And while the report contemplates more sawmill curtailments and/or closures in the B.C. Interior, the majority of sawmill and veneer plant closures related to the beetle have already occurred. Since 2005, over 22 mills have closed in the B.C. Interior but much of the impact has been masked by poor North American markets and low prices. However, few of these mills will likely ever reopen due to the lack of available timber.
But there is good news and some significant growth opportunities in regions of B.C. despite (or as a result of) the beetle! For example, there is a huge supply of forest-based biomass available - if new businesses can afford the cost of the fibre, then new opportunities may develop. In addition, several regions of the province are not impacted by the MPB and significant volumes of fibre remain under-utilized including the Peace and West Prince Rupert regions in the B.C. Interior.
On the B.C. Coast, there are no beetles and a significant undercut volume persists. As the MPB epidemic subsides in the B.C. Interior, however, coastal pulp and paper mills will need to turn to Hemlock as a replacement for the forecast loss of their residual chip fibre from the Interior. Combined with a growing demand for coastal sawlogs and continued log exports, the coastal AAC is forecast to be fully prescribed. However, improved lumber prices could support an opportunity for sawmills to access the significant volumes of sawlogs that are currently being exported to China - as long as the export price can be paid.
And lumber and wood products markets are forecast to improve in North America and overseas. Those B.C. mills that survive the MPB catastrophe should benefit from much higher lumber prices by 2014. The reason is tied to principles that support the potential of a 'super-cycle', where production declines from B.C., Eastern Canada and tight timber supplies in parts of the U.S. will limit the supply and the remaining industry base will not be enough to meet forecast North American market demand. In aggregate, reductions in B.C. SPF lumber production after 2015 will contribute to a massive drop in Canada's U.S. softwood lumber market share by the end of the decade. Much higher product prices may, however, further stimulate more harvesting and output at remaining B.C. mills and potentially in those areas where a timber surplus exists.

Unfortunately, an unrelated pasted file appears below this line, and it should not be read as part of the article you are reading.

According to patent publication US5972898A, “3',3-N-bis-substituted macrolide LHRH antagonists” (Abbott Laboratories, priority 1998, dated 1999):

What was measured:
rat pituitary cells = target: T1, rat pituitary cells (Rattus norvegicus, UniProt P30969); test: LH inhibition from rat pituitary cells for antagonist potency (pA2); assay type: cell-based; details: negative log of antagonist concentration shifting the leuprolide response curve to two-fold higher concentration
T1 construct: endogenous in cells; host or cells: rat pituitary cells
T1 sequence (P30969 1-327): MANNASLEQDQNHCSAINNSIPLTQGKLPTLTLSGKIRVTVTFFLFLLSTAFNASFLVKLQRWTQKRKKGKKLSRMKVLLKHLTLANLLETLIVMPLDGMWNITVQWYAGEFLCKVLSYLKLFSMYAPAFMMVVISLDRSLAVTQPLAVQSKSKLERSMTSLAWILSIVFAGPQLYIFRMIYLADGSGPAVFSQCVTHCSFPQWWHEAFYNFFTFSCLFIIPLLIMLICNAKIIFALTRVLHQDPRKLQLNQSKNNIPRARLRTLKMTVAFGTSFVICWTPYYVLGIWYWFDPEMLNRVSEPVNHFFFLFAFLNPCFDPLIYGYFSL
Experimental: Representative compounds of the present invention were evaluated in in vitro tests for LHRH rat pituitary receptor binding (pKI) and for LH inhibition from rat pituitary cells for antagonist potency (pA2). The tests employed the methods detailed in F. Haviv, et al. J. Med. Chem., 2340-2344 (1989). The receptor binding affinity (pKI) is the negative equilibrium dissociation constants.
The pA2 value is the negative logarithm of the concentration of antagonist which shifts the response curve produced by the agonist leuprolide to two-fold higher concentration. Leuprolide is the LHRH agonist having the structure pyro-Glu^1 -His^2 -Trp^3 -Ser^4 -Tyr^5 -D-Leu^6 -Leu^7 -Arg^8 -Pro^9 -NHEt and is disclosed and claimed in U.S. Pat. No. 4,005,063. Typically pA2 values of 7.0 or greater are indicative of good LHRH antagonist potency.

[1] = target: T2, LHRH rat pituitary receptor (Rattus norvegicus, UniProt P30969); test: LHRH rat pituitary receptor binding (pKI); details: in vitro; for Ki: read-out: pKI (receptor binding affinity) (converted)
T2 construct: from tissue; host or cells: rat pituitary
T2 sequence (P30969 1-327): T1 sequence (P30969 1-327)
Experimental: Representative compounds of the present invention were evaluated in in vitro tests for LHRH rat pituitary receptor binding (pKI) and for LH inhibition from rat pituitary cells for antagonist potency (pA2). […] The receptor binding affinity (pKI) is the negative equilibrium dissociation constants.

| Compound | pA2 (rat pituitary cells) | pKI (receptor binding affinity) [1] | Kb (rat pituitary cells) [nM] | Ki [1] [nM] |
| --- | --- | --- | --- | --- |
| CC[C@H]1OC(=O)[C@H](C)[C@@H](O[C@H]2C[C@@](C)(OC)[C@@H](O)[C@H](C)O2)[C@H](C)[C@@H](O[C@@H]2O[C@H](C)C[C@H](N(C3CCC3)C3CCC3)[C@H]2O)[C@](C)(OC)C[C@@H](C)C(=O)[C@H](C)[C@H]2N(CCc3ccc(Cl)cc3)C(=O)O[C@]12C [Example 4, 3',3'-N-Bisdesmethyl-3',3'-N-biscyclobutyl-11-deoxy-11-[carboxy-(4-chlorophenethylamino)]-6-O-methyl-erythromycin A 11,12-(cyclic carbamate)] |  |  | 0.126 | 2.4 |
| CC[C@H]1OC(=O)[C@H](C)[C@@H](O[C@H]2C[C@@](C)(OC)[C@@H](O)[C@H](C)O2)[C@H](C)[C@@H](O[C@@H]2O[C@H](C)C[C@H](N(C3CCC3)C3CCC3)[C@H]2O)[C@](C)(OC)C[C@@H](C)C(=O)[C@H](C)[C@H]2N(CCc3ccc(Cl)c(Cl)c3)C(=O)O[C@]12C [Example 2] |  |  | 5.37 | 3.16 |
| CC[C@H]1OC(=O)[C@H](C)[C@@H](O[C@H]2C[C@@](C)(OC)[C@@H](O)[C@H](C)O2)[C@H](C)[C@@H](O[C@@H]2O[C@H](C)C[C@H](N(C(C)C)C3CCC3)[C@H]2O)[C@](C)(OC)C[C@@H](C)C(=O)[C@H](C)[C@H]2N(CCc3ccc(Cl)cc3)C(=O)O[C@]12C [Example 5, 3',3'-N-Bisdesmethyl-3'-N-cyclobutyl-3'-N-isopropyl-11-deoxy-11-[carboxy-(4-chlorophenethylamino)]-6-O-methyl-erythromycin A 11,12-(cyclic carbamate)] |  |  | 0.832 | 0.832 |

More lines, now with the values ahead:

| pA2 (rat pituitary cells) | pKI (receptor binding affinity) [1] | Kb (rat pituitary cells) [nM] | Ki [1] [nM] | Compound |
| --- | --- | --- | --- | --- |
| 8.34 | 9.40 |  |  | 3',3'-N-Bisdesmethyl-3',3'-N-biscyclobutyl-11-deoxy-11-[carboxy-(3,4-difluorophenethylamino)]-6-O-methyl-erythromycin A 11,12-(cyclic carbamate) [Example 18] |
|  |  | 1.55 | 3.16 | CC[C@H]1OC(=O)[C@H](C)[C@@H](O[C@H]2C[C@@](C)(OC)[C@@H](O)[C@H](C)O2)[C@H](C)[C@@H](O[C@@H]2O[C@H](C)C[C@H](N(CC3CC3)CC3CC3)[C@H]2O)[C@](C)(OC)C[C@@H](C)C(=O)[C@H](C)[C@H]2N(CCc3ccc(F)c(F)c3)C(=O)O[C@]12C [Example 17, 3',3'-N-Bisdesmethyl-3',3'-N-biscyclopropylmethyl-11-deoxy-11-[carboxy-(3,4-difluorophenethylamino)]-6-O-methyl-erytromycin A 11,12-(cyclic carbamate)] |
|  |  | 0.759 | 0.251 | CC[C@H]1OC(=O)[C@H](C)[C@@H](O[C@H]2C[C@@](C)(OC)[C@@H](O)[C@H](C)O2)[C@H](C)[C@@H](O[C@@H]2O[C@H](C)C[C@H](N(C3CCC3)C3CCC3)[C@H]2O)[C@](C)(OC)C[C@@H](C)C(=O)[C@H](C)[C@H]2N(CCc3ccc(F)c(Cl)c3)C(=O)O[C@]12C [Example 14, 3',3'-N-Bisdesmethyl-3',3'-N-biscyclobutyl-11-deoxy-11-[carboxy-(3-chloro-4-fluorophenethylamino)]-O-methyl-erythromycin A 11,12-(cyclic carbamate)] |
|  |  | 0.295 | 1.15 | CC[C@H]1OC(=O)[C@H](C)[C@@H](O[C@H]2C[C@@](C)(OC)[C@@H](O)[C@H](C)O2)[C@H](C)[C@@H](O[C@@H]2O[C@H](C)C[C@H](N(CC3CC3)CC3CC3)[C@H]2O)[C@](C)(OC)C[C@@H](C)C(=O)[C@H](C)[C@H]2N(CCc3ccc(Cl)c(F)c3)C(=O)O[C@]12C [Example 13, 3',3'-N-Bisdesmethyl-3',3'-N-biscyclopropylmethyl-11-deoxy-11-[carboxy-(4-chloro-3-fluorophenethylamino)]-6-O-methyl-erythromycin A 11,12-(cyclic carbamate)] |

With the impacts of the MPB now being felt locally in many communities, options to mitigate the forecast reduction in the AAC are being actively investigated by the provincial government, some of which may hold promise in some regions. However, this move is already under public scrutiny and resistance is mounting as it looks at areas previously outside the traditional timber harvesting land base. Such opportunities may not be available in all regions, so the most at-risk regions are expected to see continued capacity curtailment as the economics of some of this potential new incremental timber supply may not be supported in the face of global market prices.
The MPB epidemic is responsible for one of the largest natural environmental catastrophes and could eventually kill up to 58% or 788 million m3 of pine on the B.C. Crown timber harvesting land base. MPB is endemic to parts of Western North American and it is normally kept in check by periodic, sustained cold winter weather (-30C). Without sustained cold winter temperatures since about 1995, the MPB has devastated the pine forests of the Province of British Columbia (as well as many other regions in the U.S. West). The B.C. Interior is one of the world's largest lumber, pulp and wood products producing and exporting regions.